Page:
Professor Lisa Calderwood (University College London)
Professor Alissa Goodman (University College London)
Ms Kavita Deepchand (Ipsos)
Mr Chris Ferguson (Ipsos)
Ms Tania Borges (Ipsos)
Ms Konstantina Vosnaki (Ipsos)
Children of the 2020s is a new birth cohort study commissioned by the Department for Education in England, conducted by University College London and Ipsos. It will provide evidence on the factors that affect child development.
It is a five-wave longitudinal survey of children from nine months to five years with face-to-face surveys at nine months (wave 1) and three years (wave 3). Other waves will use a sequential mixed mode online/telephone design. The target sample size was 8518 at wave 1, aiming for 4142 interviews at wave 5. The study includes an innovative app enabling collection of developmental and home environment measures, linkage to health and education records, and an online survey for a second co-residential parent and/or any own-household parents.
Fieldwork for wave 1 was carried out in-home in almost 85% of cases between June and November 2022 with remote options (Teams and telephone) also used given Covid-19. The target number of interviews was exceeded (8569), with a response rate of c. 50%. Early analysis of the data shows it being representative and high quality. It was one of the first major studies to return to in-home interviewing in England and demonstrates the success and importance of face-to-face data collection when recruiting to new birth cohorts, when remote methods are becoming more common. Interviews needed to be secured when babies were close to nine months to ensure consistent measurement of outcomes necessitating stringent fieldwork implementation. Respondent communications needed to secure the engagement of a diverse and representative sample of families in the crucial first wave.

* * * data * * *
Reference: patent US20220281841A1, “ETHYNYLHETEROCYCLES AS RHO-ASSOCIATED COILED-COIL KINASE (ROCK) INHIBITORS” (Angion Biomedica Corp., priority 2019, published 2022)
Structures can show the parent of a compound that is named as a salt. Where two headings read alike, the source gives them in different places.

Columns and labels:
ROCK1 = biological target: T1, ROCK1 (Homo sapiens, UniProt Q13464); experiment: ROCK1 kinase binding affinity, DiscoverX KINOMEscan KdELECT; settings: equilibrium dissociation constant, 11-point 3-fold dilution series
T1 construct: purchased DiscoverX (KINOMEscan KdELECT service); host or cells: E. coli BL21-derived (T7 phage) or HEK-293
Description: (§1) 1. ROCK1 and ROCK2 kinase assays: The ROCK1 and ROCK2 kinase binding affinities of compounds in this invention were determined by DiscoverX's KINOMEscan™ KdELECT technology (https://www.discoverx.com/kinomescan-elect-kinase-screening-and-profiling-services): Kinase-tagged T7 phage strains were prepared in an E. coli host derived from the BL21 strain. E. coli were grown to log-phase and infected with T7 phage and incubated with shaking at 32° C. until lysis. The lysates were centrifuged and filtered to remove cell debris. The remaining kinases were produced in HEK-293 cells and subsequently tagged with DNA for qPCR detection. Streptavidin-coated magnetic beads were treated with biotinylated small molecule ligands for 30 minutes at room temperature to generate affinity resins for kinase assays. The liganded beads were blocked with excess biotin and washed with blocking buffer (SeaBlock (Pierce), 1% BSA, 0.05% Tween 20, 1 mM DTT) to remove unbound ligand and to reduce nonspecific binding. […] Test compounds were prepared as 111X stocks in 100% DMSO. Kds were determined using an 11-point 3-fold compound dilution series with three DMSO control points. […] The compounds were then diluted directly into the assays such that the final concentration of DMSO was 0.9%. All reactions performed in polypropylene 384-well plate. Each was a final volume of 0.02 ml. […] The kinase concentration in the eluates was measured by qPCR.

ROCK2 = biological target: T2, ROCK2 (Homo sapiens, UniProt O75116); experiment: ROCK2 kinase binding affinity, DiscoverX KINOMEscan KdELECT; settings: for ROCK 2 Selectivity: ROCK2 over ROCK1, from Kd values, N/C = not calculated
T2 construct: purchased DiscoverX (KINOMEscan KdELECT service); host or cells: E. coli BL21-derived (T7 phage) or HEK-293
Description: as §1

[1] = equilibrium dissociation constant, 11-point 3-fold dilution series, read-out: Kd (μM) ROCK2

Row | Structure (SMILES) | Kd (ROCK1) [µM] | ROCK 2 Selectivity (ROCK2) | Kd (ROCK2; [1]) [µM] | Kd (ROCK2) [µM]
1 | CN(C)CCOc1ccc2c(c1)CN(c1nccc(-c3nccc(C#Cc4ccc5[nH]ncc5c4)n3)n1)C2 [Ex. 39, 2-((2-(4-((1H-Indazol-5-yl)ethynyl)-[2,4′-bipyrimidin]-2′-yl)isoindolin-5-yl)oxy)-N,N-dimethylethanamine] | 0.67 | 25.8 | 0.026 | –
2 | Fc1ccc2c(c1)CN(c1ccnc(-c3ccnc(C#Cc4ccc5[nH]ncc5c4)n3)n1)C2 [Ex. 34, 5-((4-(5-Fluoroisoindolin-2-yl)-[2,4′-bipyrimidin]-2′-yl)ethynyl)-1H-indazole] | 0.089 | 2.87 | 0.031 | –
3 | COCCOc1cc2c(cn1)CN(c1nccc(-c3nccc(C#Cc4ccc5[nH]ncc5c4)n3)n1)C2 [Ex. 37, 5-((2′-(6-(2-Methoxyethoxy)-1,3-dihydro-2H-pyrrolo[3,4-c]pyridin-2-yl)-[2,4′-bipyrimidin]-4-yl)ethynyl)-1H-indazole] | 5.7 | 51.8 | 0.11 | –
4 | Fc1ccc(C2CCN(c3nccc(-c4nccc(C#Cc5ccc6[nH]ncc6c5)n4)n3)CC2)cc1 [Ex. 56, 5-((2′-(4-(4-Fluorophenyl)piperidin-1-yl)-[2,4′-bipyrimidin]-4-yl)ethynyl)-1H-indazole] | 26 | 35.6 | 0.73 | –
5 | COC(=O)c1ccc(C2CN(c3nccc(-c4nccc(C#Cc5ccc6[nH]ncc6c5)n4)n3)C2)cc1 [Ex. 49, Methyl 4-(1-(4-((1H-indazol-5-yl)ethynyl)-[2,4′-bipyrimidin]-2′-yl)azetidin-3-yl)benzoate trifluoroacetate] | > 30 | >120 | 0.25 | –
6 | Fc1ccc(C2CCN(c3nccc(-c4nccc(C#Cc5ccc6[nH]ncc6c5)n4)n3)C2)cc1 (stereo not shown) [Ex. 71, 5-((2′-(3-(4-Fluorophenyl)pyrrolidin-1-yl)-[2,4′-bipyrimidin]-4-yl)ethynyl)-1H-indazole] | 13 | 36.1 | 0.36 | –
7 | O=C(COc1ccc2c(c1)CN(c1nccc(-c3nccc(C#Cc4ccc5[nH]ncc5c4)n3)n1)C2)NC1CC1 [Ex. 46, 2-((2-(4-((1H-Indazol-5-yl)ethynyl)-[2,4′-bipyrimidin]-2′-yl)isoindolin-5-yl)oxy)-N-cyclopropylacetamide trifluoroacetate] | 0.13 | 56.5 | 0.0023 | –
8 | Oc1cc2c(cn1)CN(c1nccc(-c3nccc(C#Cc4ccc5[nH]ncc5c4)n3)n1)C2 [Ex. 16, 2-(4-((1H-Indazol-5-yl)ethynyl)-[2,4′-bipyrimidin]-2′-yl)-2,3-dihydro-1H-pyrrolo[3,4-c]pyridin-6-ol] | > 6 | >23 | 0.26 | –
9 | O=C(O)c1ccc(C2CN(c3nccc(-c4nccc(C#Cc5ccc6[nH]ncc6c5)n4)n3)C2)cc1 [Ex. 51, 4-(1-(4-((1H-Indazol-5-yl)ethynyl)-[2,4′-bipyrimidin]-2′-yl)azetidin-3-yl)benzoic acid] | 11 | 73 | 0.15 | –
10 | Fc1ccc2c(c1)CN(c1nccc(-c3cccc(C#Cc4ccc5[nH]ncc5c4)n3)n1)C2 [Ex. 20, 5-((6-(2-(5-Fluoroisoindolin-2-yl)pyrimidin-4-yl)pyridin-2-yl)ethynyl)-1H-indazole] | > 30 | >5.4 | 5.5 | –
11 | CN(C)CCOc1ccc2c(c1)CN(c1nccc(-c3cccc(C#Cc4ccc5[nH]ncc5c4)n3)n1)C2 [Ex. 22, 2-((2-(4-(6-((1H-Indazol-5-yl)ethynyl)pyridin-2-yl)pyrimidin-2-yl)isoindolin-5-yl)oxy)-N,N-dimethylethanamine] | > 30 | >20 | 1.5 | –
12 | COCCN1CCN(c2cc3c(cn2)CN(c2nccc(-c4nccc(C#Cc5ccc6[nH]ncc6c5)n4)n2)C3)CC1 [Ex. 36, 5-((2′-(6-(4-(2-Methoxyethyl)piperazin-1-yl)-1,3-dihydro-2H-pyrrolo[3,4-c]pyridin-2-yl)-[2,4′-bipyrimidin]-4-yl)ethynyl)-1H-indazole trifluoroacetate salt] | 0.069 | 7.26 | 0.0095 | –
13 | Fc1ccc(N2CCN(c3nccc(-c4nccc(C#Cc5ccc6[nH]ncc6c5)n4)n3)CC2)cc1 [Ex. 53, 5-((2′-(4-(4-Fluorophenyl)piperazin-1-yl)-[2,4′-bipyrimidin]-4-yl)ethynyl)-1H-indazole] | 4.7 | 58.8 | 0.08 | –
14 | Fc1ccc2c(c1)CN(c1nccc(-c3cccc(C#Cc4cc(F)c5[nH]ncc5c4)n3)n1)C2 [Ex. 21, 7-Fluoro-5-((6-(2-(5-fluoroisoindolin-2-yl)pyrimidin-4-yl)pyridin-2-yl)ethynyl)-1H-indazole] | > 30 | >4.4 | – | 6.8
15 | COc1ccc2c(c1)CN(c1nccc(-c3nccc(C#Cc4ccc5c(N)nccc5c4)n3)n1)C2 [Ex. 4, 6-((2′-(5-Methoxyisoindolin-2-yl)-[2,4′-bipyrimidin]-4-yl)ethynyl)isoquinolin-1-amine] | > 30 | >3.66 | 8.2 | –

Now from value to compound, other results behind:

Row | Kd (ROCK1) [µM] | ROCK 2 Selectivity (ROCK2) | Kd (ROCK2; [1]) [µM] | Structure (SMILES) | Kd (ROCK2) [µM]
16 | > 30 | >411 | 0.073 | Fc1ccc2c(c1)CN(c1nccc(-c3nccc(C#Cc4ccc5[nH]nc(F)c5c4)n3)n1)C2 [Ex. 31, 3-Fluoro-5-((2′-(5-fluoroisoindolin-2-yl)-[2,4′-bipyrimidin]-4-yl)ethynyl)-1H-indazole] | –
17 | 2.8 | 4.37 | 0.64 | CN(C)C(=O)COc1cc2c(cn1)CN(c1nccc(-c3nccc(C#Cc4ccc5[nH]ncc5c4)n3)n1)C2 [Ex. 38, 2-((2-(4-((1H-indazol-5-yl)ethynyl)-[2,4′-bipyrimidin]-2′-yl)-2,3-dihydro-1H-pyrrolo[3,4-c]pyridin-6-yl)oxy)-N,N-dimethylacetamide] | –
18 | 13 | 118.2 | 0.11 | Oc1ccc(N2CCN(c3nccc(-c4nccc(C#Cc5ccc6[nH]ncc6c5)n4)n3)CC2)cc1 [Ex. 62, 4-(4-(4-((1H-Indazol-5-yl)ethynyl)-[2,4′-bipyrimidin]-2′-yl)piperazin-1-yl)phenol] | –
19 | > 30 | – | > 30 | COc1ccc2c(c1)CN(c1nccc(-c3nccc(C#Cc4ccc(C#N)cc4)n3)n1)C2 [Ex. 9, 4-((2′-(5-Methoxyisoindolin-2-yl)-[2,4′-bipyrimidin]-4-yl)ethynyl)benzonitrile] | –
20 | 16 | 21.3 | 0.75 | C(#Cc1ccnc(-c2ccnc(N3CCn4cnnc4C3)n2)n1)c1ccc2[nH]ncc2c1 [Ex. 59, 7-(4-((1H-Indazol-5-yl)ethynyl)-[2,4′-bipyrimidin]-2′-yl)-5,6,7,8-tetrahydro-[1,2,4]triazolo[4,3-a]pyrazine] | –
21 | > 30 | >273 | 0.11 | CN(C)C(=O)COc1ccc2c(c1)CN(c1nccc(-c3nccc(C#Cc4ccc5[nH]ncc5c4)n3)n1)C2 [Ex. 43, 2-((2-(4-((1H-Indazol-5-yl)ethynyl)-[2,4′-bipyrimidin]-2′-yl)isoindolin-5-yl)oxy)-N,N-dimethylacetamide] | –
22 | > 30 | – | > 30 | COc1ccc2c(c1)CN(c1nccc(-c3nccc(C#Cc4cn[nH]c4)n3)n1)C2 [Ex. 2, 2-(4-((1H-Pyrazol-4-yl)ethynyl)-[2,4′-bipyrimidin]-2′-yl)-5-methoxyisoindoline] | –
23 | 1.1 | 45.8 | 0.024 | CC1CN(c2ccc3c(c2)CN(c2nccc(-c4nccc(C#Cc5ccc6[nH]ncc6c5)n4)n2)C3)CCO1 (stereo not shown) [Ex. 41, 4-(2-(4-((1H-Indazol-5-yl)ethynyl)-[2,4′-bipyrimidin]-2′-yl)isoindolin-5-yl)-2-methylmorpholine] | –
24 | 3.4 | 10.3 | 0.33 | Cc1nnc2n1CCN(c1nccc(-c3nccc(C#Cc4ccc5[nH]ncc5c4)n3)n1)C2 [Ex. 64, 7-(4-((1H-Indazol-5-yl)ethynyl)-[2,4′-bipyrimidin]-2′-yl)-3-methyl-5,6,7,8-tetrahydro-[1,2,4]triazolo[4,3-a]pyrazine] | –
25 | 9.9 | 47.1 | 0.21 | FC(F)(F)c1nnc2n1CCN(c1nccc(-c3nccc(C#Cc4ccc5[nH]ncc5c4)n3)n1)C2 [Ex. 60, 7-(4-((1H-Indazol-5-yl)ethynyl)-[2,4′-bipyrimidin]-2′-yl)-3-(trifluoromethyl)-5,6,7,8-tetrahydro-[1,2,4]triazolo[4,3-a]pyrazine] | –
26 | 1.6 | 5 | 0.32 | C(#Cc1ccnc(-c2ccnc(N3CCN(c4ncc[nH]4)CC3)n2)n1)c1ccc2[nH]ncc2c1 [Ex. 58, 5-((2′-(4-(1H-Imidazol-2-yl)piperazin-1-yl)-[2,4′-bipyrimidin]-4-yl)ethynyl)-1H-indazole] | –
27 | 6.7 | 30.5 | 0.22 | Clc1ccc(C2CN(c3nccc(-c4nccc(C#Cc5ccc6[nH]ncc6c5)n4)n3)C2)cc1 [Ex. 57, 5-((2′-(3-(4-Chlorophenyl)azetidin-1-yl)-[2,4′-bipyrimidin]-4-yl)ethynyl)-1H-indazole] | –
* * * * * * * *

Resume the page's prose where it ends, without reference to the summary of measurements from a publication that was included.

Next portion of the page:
This presentation will provide an opportunity to learn more about this landmark study including its design and implementation to maximise response and collect high quality data among families with young children.
Professor Ben Edwards (Australian National University) - Presenting Author
Dr Daniel Edwards (Australian Council of Educational Research)
Dr Nikki Honey (Social Research Centre)
Ms Intifar Chowdhury (Australian National University)
Ms Kylie Hillman (Australian Council of Educational Research)
Professor Andrew Norton (Australian National University)
Professor Matthew Gray (Australian National University)